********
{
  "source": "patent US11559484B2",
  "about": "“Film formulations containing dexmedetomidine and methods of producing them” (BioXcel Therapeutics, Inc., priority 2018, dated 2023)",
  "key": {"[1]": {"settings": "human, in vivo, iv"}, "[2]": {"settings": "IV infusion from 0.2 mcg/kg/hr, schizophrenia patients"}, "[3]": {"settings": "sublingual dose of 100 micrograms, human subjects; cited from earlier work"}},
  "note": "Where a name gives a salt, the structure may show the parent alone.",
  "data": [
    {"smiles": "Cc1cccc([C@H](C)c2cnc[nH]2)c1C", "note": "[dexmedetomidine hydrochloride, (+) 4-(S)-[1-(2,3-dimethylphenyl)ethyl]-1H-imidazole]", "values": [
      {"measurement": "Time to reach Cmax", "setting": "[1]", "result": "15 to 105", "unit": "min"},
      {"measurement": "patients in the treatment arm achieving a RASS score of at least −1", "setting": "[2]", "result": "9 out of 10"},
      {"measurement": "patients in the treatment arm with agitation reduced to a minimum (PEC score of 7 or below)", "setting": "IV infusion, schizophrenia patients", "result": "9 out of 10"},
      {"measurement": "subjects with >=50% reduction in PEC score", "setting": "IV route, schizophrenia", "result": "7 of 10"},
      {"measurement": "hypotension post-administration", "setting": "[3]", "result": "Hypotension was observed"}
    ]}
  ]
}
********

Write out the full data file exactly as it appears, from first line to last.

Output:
{
  "source": "patent US11559484B2",
  "about": "“Film formulations containing dexmedetomidine and methods of producing them” (BioXcel Therapeutics, Inc., priority 2018, dated 2023)",
  "key": {"[1]": {"settings": "human, in vivo, iv"}, "[2]": {"settings": "IV infusion from 0.2 mcg/kg/hr, schizophrenia patients"}, "[3]": {"settings": "sublingual dose of 100 micrograms, human subjects; cited from earlier work"}},
  "note": "Where a name gives a salt, the structure may show the parent alone.",
  "data": [
    {"smiles": "Cc1cccc([C@H](C)c2cnc[nH]2)c1C", "note": "[dexmedetomidine hydrochloride, (+) 4-(S)-[1-(2,3-dimethylphenyl)ethyl]-1H-imidazole]", "values": [
      {"measurement": "Time to reach Cmax", "setting": "[1]", "result": "15 to 105", "unit": "min"},
      {"measurement": "patients in the treatment arm achieving a RASS score of at least −1", "setting": "[2]", "result": "9 out of 10"},
      {"measurement": "patients in the treatment arm with agitation reduced to a minimum (PEC score of 7 or below)", "setting": "IV infusion, schizophrenia patients", "result": "9 out of 10"},
      {"measurement": "subjects with >=50% reduction in PEC score", "setting": "IV route, schizophrenia", "result": "7 of 10"},
      {"measurement": "hypotension post-administration", "setting": "[3]", "result": "Hypotension was observed"}
    ]}
  ]
}